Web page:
Cruel tethering would have been defined as tethering a dog in a manner that:

(a) causes injury or illness to the dog as determined by a veterinarian;

(b) utilizes a tether that exceeds one-eighth of the body weight of the dog;

(c) utilizes a tether that is too short for an unattended dog to move around or for the dog to urinate or defecate in a separate area from the area where it must eat, drink, or lie down; or

(d) does not permit the dog access to adequate food, adequate water, shade, or shelter.

It makes sense and seems like a bare minimum to enforce humane treatment of dogs who are suffering across the state. It doesn’t create a new offense so much as it clarifies that cruel tethering constitutes animal cruelty – even providing the same penalties – and provides guidelines for how to humanely tether a dog when it is necessary.

What Was Included in the Final Bill?

The final bill that was passed this year does not address dog tethering laws in SC at all. It did include:

  • A requirement of at least two hours of mandatory CLE credits on animal cruelty every four years for magistrates and municipal court judges;
  • A provision allowing animal shelters to make defendants charged with animal cruelty pay for the expense of caring for their animals while their charges are pending;
  • Grants for spay and neuter programs; and
  • A provision allowing vets or vet technicians from other jurisdictions to practice without a SC license during emergencies.

Local Municipalities Pass Dog Tethering Laws in SC

In the absence of any action by the state legislature, local municipalities and counties are beginning to pass their own dog tethering ordinances. For example, Greenville County passed an ordinance last year that:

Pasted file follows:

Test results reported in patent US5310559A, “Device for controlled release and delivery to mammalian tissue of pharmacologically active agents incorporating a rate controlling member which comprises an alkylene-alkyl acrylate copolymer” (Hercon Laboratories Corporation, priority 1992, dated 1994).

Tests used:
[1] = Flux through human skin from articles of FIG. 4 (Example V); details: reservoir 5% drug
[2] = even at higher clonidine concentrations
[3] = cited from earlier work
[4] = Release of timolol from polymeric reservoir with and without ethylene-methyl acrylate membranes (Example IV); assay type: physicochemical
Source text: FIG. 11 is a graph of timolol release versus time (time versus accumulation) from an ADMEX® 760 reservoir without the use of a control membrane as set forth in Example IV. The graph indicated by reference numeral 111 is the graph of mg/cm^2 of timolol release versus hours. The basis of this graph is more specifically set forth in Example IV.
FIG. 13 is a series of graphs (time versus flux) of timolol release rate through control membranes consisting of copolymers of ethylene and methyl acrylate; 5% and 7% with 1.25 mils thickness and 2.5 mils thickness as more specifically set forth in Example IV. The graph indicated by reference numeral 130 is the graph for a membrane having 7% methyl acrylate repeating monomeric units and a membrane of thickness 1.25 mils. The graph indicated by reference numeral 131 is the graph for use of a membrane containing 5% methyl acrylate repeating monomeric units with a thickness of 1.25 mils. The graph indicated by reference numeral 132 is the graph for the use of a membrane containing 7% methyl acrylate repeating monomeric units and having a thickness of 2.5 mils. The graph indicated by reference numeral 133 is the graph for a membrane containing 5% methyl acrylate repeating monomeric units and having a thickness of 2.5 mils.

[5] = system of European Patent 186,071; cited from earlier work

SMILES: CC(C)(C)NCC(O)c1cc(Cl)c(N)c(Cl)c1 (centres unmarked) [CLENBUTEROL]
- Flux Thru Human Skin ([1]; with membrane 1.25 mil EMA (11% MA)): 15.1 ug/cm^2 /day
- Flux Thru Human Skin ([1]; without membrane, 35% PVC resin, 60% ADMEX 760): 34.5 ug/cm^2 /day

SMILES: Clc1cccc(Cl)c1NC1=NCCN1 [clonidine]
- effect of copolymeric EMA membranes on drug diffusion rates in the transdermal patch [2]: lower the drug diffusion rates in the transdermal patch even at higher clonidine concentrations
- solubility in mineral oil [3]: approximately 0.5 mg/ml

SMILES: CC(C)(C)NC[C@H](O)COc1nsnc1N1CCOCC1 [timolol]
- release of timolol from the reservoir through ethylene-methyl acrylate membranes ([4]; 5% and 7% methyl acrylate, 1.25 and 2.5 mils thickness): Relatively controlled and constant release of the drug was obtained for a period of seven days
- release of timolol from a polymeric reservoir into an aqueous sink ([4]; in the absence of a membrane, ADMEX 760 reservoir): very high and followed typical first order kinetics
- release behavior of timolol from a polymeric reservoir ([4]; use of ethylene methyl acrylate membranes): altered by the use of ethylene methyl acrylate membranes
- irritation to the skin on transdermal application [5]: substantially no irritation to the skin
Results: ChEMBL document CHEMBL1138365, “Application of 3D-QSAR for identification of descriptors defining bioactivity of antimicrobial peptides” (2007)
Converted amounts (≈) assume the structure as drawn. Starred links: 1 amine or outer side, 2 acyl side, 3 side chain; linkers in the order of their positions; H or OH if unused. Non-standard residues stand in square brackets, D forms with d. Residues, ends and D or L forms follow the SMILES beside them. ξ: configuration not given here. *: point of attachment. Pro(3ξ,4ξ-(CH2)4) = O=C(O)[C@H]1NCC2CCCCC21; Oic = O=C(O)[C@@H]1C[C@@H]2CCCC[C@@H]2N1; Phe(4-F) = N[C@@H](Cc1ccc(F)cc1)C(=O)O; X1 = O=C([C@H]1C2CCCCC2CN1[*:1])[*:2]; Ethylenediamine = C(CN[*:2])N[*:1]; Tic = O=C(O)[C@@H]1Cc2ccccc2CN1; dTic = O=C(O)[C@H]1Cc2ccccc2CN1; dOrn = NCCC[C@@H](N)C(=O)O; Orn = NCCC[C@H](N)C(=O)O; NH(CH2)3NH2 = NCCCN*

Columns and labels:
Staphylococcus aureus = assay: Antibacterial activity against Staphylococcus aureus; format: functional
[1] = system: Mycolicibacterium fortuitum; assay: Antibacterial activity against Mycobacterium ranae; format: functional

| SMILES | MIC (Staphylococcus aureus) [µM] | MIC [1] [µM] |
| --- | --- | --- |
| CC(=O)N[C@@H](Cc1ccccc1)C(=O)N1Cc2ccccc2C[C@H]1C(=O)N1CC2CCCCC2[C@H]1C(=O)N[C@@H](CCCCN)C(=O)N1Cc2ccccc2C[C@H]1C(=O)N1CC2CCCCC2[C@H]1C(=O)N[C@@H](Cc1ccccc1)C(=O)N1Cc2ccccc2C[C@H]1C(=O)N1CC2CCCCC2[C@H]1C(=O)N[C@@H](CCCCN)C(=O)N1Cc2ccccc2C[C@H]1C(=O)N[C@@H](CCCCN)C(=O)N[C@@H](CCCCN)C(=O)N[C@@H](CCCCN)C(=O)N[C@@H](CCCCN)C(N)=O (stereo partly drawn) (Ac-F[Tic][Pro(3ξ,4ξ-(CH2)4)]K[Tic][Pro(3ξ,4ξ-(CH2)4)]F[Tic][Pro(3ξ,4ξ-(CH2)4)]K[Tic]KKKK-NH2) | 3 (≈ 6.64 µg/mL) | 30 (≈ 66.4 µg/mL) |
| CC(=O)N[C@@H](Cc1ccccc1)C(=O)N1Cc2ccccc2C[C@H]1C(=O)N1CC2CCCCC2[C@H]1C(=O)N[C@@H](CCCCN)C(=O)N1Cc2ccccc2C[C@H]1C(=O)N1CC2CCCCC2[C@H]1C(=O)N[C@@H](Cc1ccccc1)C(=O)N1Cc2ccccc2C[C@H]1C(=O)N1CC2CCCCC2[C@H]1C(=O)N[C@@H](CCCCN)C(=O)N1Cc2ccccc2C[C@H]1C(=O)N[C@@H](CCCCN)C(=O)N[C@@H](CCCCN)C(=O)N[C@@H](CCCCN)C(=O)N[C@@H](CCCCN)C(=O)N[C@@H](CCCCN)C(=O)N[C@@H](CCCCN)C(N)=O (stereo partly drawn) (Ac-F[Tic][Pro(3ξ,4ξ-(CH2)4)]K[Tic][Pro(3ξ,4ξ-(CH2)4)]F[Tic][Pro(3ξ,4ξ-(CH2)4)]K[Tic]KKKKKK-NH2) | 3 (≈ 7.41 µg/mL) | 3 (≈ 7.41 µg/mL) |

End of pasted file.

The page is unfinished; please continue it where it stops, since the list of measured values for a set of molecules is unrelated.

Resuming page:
• Requires that tethers be attached to a leather or nylon collar that is fitted properly to prevent injuries;
  • Requires at least 50 square feet for a dog to move within;
  • Requires at least 20 feet of movement if a dog is tethered to a line on a trolley; and
  • Bans tethering for puppies younger than three months old.

These are additions to Greenville County’s dog tethering ordinance, which already prohibited choke collars, leashes shorter than 12 feet, and tethers too heavy for a dog (chains).

The cities of Greenville and Spartanburg each have their own dog tethering ordinances that are even more restrictive than the county’s. The city’s ordinances prohibit tethering of a dog for longer than two hours and they prohibit dog tethering when the owner is not present.

Should the state of SC step up to the plate and pass a law that actually protects dogs from abusive tethering? Although current SC law probably covers cruel tethering, it is not being enforced by police and courts. The proposed law provides additional guidance for a law that already exists and would put dog owners on notice that cruel tethering is animal cruelty.

Criminal Defense Lawyer in Charleston and Myrtle Beach, SC

Grant B. Smaldone is a criminal defense lawyer based in Charleston, SC who defends state and federal criminal cases in the Eastern SC area, including animal cruelty charges.

If you have been charged with a crime in state or federal court in SC, call now at (843) 808-2100 or contact us online to talk to a Charleston, SC criminal defense attorney today.